Stop 4: Extensions to Malapascua, Bohol or Palawan
If you have extra time, there are more fantastic options to extend your trip. To avoid unnecessary long boat and bus trips, each of them involves flying. We recommend to plan and book ahead.
Option 1: Malapascua
Malapascua is a tiny island at the northern tip of Cebu Island, and feels like Boracay a couple of years or decades ago.
Malapascua’s beaches are almost as nice as Boracay, and there are far fewer people on the beach. Most people come here for big fish diving: In the season, hammerheads, thresher sharks and manta rays are almost guaranteed for advanced divers - some of the best diving in Southeast Asia. Also reserve a few hours to walk around the island.
You best reach Malapascua by plane to Cebu City, and then by bus north to Maya. From there it is only a short trip by boat. Boats leave roughly every hour until 4-5 pm.
Option 2: Bohol
Base yourself in Alona Beach, which the Lonely Planet describes as a “Mini Boracay”. Alona Beach is actually located on Panglao Island, connected to Bohol by two bridges. There is fantastic diving off Panglao Island, with large schools of colorful fish and turtles on almost every dive - and the beach is very nice as well.
Bohol itself offers the famous Chocolate Hills, a picturesque assembly of green and brown mini-hills as far as your eyes can see. On your visit there, stop at the Tarsier Farm and stare at the cute “mini-monkeys”. We bet Tarsiers must have been the inspiration of the 80’ies Monchhichi stuffed toy monkeys. Remember those?
To get to Bohol, fly into Tagbilaran Airport. Taxis and Motorbikes will await you at the airport and bring you straight to your hotel.
Option 3: Palawan
Fly into Puerto Princesa on Palawan Island and try to catch a mini-bus to El Nido as soon as possible. El Nido is the access point to the Bacuit Bay Archipelago, which offers stunning islands, picturesque limestone cliffs and great beaches (but only a handful of them as nice as Boracay).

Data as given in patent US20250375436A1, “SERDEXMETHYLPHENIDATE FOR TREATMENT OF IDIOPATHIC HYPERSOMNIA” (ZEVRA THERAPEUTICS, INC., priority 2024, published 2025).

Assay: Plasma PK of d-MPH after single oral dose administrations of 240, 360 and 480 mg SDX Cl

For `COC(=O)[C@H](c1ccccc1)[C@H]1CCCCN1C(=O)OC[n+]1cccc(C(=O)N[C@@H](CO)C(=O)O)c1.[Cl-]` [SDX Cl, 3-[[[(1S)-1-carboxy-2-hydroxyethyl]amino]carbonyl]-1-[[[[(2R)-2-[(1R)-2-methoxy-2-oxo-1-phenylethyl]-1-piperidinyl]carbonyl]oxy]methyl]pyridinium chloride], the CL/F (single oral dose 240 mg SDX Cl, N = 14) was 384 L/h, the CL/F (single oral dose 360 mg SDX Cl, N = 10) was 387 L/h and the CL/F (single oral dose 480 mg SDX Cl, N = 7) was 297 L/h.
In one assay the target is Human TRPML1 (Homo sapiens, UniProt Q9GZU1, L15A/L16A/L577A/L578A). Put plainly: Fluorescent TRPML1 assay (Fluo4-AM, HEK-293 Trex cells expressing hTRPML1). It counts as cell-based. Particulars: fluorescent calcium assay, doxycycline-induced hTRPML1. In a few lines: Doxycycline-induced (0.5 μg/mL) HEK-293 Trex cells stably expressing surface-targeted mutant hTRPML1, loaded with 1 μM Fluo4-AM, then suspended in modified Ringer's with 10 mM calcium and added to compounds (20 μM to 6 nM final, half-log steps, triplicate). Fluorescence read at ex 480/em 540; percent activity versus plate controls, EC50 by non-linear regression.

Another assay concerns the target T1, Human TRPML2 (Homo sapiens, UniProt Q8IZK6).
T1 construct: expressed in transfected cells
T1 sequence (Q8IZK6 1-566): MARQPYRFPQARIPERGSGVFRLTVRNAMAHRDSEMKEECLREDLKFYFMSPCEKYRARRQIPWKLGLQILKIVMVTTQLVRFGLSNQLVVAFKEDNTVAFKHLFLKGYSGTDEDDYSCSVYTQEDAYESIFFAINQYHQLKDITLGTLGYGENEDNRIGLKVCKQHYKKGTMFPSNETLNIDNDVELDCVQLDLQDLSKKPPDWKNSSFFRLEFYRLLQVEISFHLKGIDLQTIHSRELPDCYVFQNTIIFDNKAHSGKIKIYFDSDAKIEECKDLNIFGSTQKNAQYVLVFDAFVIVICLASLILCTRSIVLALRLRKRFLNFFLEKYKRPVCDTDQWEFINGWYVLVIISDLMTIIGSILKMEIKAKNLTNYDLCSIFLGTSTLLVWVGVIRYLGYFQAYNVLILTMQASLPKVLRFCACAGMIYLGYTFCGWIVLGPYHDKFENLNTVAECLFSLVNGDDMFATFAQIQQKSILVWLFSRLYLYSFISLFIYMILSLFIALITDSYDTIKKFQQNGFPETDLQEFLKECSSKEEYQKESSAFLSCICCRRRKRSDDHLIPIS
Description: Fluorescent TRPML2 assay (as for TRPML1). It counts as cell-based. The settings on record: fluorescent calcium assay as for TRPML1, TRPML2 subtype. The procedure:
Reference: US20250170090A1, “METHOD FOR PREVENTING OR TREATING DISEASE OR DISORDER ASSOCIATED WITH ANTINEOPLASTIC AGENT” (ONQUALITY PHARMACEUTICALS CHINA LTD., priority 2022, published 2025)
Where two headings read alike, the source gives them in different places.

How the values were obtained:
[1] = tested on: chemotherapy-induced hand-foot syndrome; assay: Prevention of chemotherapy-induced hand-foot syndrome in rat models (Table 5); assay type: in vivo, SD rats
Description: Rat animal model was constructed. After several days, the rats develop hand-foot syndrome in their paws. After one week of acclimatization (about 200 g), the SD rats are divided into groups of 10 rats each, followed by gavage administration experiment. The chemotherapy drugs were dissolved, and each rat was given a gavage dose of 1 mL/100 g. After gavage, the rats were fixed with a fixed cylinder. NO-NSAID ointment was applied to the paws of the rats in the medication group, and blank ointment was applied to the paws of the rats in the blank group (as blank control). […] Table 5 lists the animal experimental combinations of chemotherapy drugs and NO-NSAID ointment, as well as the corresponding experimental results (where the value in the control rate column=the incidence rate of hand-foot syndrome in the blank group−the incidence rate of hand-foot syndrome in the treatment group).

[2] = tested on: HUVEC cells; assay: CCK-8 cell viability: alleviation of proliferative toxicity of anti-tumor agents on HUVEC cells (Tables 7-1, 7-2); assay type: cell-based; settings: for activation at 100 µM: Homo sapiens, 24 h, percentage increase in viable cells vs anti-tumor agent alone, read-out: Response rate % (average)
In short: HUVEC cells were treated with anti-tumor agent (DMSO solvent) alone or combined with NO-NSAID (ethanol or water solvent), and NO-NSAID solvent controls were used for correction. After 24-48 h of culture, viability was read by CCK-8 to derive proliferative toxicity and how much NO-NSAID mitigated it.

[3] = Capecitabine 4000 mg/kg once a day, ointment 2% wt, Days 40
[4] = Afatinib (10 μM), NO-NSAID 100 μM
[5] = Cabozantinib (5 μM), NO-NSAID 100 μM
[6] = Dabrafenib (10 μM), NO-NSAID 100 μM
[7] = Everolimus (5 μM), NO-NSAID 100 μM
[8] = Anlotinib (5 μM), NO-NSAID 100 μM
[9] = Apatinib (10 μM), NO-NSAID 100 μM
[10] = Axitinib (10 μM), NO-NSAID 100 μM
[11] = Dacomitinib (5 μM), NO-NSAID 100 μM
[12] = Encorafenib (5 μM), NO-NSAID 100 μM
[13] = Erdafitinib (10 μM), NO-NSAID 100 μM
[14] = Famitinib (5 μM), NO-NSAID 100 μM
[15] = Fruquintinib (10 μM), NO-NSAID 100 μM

If you have been to Koh Phi Phi in Thailand, the scenery will look familiar. El Nido itself is rather dull, so don’t spend too much time in town. Rather use it as a base to book day trips into the Bacuit Bay.
Palawan also offers the Underground River in Sabang, which recently made it to the New 7 Wonders of the World list, thanks to a large Government marketing campaign. This means the place is overcrowded with tourists, most of them Filipinos.
You will be put in a boat and ride into the river for just 1.5 kilometers. During your ride, your guide will compare the stalactites and stalagmites to animals, people and other funny situations as they pass along. We guess it won’t take long until Disneyland will copy the concept – and we are still unsure if it wasn’t the other way round.
Note that you may still need a permit to visit the Underground River. With so many people wanting to visit the New Wonder, this means you need to book months ahead or show up in the Puerto Princesa Tourism Office early in the morning and be lucky.
Our GuideGecko Rating for this trip:
Beaches: ***** (5 of 5 stars: Boracay tops it all)
City Sightseeing: **(2 of 5 stars: There’s just Intramuros in Manila)
Landscapes: **** (4 of 5 stars: The rice paddies in Batad are great, and the Chocolate Hills on Bohol are cute)
Cultural spots: - (nada: Sorry!)
Want more suggestions?
This suggested itinerary is one of our TOP-4 trip recommendations for 2 Weeks in Asia. Also check our other suggested itineraries for:
Have questions or want to suggest something else? Let’s discuss!